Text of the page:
Uncompromising in classicism, Kalamandalam Ramankutty Nair strode along the royal path of Kathakali
Perhaps Kochi topped the cultural belt that Kalamandalam Ramankutty Nair best managed to flummox all his life. It is another matter, though, that the Kathakali master never enacted roles tailor-made for a particular kind of audience in his seven decades of artistic career.
The quandary, in fact, has primarily to do with the traditional aesthetics of the dance-drama’s buffs living in an around the ancient city. For, geographically, Kochi is virtually in the cusp of two major schools of contemporary Kathakali.
Only a bit down from the coastal city will the map show places like Vaikkom and Cherthala which have for long been bastions of the classical art form’s southern style. Exponents of its realism-inclined techniques have had a luxurious tryst with Kochi, showcasing their dramatics that starkly contrasted with the stage conduct of Ramankutty Nair.
That was because the maestro had inherited his craft from a territory that is north of not just the Periyar, but further up the Bharatapuzha. His body language was densely stylised — and that is where it bamboozled many a Kochiite.
To put it simply, archetypal Kathakali aesthetes around Kochi noticed that it was only stock movements that Ramankutty Nair presented on the dais, but their repetition had a refreshing charm. That failed them from becoming his outright critics.
As if to add a new dimension to their ambivalence, a Kathakali maverick from upstate Malabar happened to settle in a small town off Kochi in the second half of last century. Payyannur-born Kalamandalam Krishnan Nair chose Tripunithura as his place to settle in 1960, after a crucial stopover at a couple of villages around Aluva.
As the 20th century’s overarching presence in the world of Kathakali, Krishnan Nair conveniently married the touches and tactics of his contemporaries of Travancore. If this eclecticism earned him more fans in Kochi, Ramankutty Nair’s monolithic approach to Kathakali stumped the aficionado with an inscrutable grace that they sensed in none else.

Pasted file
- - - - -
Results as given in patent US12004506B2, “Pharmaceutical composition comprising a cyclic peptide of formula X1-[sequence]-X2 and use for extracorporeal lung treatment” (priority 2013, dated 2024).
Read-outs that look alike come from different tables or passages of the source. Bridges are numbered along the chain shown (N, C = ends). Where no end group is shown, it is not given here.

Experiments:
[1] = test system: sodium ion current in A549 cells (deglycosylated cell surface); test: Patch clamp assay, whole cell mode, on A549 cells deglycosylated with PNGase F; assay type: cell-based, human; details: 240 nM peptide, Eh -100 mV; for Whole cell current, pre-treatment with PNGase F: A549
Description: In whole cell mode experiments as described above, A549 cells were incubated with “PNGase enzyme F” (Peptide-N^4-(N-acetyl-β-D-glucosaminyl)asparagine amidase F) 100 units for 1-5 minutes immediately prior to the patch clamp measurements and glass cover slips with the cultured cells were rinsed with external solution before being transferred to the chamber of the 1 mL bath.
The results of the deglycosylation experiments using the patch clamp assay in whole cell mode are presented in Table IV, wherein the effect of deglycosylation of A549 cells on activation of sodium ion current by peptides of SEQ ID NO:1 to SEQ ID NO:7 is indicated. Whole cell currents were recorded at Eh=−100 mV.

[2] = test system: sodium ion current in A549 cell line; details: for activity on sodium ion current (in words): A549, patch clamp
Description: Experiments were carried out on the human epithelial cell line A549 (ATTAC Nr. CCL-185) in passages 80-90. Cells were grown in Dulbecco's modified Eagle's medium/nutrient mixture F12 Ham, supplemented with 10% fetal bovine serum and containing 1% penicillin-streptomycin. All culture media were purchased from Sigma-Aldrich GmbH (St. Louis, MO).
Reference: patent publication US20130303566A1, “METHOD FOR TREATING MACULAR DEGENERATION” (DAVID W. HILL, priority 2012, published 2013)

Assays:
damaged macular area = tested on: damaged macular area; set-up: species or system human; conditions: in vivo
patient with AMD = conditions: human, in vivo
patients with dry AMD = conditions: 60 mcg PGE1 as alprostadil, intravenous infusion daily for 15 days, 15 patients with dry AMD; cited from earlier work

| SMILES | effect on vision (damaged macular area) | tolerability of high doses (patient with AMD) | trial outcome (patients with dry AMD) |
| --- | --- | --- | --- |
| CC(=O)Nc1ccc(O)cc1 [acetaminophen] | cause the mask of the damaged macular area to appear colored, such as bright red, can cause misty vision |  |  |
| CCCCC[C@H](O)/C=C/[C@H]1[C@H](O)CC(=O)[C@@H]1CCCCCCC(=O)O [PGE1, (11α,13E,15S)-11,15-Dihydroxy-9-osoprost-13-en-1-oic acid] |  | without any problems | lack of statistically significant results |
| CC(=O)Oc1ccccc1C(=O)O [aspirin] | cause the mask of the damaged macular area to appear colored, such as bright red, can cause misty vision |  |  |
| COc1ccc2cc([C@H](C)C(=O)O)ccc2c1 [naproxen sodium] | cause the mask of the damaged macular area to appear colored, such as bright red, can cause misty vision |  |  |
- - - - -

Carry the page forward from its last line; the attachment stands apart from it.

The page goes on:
For many who have watched night-long performances of the two virtuosos, there existed a great professional rivalry that manifested overtly as well as subtly.
Often one heard stories of how Ramankutty Nair’s Narada specially countered snubs from Krishnan Nair’s Ravana in a Balivijayam show at Thekkan Chittoor, or the way the latter’s famed Nala was outperformed by a spirited portrayal of Kaatala by the “grammar man” Ramankutty Nair at the Chottanikkara temple festival.
Piquantly, both the mavens shared their alma mater; they had emerged from the same classroom. In fact, both were direct disciples of Pattikkamthodi Ravunni Menon (1881-1949), whose experiments with Kathakali eventually crystalised as the textbook of the ‘Vadakkan chitta’ in Kalamandalam.
Yet, if Krishnan Nair subsequently sidetracked in his exploration about the scope of facial emoting, Ramankutty Nair stuck to the basics and made economy of space his trademark. Many knew what he would perform the next minute, yet kept waiting for that moment to actually happen — and relish it, and then again when it was identically produced on another stage.
Overall, what was the Ramankutty magic? The master retold the same stories, repeated his stock movements. His characterization of veshams seldom changed. Instead they altered the audience’s overview about his art. Rather, of Kathakali as a whole. Now, that exemplifies a classicist.